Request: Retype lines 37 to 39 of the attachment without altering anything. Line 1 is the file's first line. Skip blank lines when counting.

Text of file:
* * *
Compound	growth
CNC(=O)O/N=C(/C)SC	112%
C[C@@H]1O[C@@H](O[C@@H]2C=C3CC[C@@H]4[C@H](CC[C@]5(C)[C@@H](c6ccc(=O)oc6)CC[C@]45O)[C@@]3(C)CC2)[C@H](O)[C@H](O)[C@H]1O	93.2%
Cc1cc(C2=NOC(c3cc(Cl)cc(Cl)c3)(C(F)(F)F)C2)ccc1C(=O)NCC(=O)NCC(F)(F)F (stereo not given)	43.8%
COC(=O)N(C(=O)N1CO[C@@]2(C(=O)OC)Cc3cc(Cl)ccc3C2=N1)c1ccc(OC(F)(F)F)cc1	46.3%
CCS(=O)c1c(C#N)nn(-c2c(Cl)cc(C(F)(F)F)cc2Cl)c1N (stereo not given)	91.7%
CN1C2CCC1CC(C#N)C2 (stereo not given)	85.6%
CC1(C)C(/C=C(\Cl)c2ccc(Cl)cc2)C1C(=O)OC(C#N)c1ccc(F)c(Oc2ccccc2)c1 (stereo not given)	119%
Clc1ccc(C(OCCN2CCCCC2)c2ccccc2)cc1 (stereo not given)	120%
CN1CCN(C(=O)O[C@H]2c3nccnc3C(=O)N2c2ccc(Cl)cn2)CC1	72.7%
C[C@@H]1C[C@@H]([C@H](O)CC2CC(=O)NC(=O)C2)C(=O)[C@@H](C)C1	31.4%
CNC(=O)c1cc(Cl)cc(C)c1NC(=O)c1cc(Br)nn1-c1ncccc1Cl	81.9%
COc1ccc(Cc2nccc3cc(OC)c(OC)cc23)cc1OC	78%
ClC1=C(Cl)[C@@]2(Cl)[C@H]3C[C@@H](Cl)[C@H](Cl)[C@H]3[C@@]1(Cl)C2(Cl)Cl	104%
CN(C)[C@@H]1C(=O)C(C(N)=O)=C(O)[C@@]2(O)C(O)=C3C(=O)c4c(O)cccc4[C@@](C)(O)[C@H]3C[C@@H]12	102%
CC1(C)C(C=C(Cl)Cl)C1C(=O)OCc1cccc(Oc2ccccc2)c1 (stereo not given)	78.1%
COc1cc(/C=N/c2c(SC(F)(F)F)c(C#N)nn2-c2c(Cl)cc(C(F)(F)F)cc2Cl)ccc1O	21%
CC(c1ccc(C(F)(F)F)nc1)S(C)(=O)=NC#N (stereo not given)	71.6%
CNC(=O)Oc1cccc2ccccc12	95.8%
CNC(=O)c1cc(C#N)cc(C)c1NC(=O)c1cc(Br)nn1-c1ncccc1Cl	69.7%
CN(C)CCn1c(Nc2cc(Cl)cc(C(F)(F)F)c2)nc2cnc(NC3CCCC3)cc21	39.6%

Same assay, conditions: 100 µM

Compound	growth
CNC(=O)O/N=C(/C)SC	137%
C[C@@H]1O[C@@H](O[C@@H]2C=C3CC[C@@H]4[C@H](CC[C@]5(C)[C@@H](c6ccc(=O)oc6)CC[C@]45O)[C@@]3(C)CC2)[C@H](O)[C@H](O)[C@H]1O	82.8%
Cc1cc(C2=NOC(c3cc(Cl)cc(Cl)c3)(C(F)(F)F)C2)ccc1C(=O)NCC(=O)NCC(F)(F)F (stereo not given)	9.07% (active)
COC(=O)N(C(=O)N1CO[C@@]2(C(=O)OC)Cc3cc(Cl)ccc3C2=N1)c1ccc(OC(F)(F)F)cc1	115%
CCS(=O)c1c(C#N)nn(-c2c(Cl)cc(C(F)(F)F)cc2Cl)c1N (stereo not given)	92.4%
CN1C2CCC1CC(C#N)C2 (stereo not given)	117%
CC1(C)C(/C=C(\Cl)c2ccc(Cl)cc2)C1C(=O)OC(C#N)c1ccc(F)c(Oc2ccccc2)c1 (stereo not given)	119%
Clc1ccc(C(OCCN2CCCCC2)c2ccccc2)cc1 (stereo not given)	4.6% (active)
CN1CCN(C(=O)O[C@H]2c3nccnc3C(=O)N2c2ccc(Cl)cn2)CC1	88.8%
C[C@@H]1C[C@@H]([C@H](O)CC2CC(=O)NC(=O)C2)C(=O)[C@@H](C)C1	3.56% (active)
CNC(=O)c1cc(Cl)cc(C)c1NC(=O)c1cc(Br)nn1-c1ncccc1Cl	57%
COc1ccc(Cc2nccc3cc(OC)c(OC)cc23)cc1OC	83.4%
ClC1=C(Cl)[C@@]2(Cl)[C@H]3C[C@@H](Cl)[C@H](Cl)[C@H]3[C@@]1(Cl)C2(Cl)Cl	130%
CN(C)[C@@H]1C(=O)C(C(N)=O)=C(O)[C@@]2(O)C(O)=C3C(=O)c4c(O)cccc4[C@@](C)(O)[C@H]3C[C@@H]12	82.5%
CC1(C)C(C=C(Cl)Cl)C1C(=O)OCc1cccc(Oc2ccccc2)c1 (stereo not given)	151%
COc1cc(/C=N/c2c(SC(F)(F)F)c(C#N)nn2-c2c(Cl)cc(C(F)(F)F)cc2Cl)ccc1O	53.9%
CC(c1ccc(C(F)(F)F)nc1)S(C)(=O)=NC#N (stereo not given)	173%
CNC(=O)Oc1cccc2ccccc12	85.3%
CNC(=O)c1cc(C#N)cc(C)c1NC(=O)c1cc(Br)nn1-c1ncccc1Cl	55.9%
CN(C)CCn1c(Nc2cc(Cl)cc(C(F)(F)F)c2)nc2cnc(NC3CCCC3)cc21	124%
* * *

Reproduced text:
CN(C)[C@@H]1C(=O)C(C(N)=O)=C(O)[C@@]2(O)C(O)=C3C(=O)c4c(O)cccc4[C@@](C)(O)[C@H]3C[C@@H]12	82.5%
CC1(C)C(C=C(Cl)Cl)C1C(=O)OCc1cccc(Oc2ccccc2)c1 (stereo not given)	151%
COc1cc(/C=N/c2c(SC(F)(F)F)c(C#N)nn2-c2c(Cl)cc(C(F)(F)F)cc2Cl)ccc1O	53.9%